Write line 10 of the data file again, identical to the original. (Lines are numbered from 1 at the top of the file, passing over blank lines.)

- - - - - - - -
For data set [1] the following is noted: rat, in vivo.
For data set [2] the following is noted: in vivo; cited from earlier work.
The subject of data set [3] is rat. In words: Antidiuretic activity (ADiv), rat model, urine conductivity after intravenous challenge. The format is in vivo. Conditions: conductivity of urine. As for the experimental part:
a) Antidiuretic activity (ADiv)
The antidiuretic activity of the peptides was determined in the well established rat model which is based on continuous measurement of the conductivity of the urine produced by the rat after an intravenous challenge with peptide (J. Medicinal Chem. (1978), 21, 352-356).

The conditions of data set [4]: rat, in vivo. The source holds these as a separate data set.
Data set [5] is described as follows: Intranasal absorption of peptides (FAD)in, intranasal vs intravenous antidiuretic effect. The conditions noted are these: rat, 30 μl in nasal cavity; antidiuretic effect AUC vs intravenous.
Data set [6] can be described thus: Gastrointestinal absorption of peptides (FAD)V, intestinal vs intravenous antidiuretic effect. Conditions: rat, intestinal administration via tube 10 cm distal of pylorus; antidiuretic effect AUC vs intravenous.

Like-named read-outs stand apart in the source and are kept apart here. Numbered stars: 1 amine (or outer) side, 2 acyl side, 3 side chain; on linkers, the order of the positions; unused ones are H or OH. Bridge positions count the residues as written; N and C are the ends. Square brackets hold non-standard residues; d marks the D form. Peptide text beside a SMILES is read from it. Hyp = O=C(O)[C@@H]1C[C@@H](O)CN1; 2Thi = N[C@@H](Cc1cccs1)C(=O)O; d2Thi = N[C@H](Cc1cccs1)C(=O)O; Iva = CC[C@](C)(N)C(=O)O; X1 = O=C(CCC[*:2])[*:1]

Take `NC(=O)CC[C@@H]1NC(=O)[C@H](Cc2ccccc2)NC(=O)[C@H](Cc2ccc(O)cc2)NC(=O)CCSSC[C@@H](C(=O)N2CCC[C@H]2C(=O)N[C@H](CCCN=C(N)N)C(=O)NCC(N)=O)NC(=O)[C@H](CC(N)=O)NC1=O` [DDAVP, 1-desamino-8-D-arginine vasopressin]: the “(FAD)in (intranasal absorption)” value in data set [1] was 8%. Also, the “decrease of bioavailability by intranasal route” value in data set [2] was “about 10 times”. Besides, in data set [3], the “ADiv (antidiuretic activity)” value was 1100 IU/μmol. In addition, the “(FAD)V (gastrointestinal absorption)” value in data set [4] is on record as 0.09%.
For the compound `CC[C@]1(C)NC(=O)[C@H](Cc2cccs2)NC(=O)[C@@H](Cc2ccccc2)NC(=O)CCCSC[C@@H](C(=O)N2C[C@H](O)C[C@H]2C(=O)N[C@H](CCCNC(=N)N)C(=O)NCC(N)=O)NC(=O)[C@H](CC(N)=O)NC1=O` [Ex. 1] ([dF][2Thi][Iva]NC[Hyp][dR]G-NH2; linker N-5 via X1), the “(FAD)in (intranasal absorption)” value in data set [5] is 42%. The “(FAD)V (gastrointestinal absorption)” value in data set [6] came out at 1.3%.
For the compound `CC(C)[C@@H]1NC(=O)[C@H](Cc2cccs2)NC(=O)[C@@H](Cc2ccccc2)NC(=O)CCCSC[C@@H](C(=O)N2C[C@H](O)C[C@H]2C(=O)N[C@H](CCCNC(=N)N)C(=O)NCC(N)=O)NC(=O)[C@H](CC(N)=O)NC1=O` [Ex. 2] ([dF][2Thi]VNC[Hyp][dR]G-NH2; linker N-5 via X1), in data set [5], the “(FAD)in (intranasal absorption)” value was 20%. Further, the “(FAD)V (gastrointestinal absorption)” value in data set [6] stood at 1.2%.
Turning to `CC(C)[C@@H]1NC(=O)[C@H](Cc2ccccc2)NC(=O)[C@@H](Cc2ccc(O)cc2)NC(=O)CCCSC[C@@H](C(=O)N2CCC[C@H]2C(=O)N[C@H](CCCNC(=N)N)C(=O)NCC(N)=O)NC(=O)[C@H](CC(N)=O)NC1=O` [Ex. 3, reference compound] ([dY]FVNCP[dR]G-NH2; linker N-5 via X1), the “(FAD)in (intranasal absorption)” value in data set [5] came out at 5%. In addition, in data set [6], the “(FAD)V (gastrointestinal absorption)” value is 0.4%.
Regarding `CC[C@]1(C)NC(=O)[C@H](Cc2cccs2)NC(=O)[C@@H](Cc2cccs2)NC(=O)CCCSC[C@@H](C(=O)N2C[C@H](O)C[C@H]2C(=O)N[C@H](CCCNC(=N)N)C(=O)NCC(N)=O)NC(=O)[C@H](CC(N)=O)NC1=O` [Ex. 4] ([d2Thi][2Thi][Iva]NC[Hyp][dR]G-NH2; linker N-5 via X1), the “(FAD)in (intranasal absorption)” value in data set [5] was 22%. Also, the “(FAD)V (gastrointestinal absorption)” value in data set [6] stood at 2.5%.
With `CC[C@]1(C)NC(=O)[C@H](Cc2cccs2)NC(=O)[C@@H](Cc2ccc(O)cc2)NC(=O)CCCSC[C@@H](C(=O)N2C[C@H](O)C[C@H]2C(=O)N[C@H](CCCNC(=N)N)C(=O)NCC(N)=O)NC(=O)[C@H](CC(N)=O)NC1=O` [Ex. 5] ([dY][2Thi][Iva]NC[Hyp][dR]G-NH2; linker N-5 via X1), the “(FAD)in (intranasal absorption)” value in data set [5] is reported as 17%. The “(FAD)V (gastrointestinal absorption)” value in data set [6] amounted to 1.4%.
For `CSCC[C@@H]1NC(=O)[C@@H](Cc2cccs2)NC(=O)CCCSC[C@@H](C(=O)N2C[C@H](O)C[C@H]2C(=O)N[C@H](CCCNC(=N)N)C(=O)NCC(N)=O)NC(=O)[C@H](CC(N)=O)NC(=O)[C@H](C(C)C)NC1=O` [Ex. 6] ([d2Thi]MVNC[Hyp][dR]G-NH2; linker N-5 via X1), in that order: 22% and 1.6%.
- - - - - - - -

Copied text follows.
Take `NC(=O)CC[C@@H]1NC(=O)[C@H](Cc2ccccc2)NC(=O)[C@H](Cc2ccc(O)cc2)NC(=O)CCSSC[C@@H](C(=O)N2CCC[C@H]2C(=O)N[C@H](CCCN=C(N)N)C(=O)NCC(N)=O)NC(=O)[C@H](CC(N)=O)NC1=O` [DDAVP, 1-desamino-8-D-arginine vasopressin]: the “(FAD)in (intranasal absorption)” value in data set [1] was 8%. Also, the “decrease of bioavailability by intranasal route” value in data set [2] was “about 10 times”. Besides, in data set [3], the “ADiv (antidiuretic activity)” value was 1100 IU/μmol. In addition, the “(FAD)V (gastrointestinal absorption)” value in data set [4] is on record as 0.09%.